Four Existing Professional Development Models
School officials, state leaders, and other organizations are already well aware of the looming CS teacher shortage, with many groups providing low-cost and free options for professional development. Preparing educators to teach this up-and-coming discipline is complicated because of the many competing factors, including formalized teaching credentials, the ever-changing landscape, teacher turnover, and much more. Below we’ve outlined the most promising potential solutions for closing this gap; however, each comes with a viable counter-argument.
Potential Solution 1: Develop online PD courses that can be widely distributed at a nominal cost.
Counter-argument: Many feel this is a stop-gap effort due to the high rate of teacher turnover, especially in the STEM fields. Statistics suggest teachers appointed to go through such programs are likely to change schools or occupations within 5 years; continuously training new teachers does not promote a culture of CS education compared to established disciplines that are more resistant to the effects of teacher turnover. For more details, read The Revolving Door: Computer Science for All and the Challenge of Teacher Retention.
Potential Solution 2: Develop online, virtual courses for students taught by established CS educators that can be widely distributed across the country.
Counter-argument: As seen in other disciplines, computer science instruction benefits greatly from just-in-time, personalized feedback. Fielding specific student questions, troubleshooting programming bugs, and other classroom dynamics demand the need for in-person support. Read more: “Seeing Myself Through Someone Else’s Eyes:” The Value of In-Classroom Coaching for Supporting Exploring Computer Science Teaching and Learning.
Potential Solution 3: Provide instruction by local CS professionals or CS graduates (e.g., Microsoft’s TEALS program).
Counter-argument: In order to deliver effective instruction, educators need “in-depth computer science knowledge as well as strong pedagogical content knowledge, developed through a computer science methods course.” In other words, there is a lot more to teaching than just knowing the content. Read more: Learning to Teach Computer Science: The Need for a Methods Course.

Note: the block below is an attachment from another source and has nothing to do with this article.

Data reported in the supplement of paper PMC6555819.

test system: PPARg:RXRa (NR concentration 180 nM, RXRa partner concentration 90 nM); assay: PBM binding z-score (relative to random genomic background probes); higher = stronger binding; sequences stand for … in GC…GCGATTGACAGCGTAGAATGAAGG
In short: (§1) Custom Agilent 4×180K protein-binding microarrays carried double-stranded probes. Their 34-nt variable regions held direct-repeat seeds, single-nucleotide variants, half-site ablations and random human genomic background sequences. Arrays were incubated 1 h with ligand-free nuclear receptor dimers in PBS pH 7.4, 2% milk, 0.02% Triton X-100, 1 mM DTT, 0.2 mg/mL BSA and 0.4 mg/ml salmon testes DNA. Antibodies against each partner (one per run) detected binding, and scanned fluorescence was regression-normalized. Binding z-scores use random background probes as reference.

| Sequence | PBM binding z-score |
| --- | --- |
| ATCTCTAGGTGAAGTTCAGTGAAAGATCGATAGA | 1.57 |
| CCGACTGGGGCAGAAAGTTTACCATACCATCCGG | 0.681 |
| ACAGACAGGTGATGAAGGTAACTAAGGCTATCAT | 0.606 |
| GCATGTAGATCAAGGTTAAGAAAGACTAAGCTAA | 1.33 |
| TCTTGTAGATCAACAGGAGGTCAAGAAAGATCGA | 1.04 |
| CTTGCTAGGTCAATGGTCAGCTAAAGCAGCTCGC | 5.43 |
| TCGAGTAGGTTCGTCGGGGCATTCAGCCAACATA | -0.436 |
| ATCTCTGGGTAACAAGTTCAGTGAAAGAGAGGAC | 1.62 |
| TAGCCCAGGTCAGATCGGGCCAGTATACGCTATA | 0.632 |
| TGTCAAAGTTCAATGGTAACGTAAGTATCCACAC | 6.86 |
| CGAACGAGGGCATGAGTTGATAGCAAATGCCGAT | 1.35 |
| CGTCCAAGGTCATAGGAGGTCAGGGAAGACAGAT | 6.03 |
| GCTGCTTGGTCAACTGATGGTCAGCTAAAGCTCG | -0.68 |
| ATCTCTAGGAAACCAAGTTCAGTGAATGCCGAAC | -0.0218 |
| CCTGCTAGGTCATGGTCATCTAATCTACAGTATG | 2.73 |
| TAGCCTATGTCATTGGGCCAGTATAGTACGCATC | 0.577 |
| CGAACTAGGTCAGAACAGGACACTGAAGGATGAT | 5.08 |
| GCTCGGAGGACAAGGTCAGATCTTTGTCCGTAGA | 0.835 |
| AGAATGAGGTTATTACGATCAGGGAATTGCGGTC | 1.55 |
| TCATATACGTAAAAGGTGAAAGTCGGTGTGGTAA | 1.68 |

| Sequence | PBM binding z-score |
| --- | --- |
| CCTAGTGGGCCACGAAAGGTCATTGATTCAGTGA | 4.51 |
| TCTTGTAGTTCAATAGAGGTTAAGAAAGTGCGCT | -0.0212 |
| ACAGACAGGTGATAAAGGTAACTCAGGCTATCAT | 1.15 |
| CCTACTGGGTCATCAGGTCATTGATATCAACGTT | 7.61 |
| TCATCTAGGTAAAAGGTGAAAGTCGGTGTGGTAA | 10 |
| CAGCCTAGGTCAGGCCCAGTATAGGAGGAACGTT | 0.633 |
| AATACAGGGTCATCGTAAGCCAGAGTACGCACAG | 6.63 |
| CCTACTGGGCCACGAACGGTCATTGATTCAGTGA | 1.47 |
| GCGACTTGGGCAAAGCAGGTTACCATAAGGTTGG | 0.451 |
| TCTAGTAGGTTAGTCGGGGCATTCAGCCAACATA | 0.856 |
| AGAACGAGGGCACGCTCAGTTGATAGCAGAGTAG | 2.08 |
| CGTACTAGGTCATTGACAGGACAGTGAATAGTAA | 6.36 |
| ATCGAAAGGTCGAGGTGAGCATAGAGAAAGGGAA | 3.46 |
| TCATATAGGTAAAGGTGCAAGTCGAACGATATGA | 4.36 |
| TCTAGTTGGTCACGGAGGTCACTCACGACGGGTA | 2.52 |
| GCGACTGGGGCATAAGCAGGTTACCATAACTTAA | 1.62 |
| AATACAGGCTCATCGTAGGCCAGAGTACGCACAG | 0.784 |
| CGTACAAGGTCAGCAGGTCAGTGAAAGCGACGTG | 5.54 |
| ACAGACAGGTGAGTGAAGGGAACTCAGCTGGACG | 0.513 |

Potential Solution 4: Develop College of Education pre-service programs following a consistent curriculum model such as one that includes traditional education and CS courses, field experience, and industry mentorships (e.g., see A Curriculum Model for Preparing K-12 Computer Science Teachers: Georgia Tech's methods course).
Counter-argument: Although CS teaching programs currently exist (e.g., Purdue, Georgia Tech), they currently suffer from under-enrollment. Is it a lack of undergraduate’s interest or confidence in computer science, and is this due to a lack of exposure to CS in K-12? Or is it the appeal of job opportunities and generous salaries waiting for those who do CS rather than teach it? Probably both.
As the CS education world continues to work out the best course of action, we should mention some additional good news. As part of listing CS as a core subject through the ESEA reauthorization and ESSA, states can finally make a justifiable case for allocating funds specifically for CS professional development programs. We're already seeing a surge in the number of states creating pathways to CS teaching certification (currently 21)—a “bug” in the CS education system for quite a while. As such programs are created, experts like the Computer Science Teachers Association warn that states should communicate and strive for consistency.
For more on the progress, challenges, and open research questions related to computer science education, check out Dr. Mark Guzdial’s Computing Education Blog and proceedings from ACM’s Special Interest Group on Computer Science Education.
This post was co-written with SAS Research Scientist Jen Sabourin.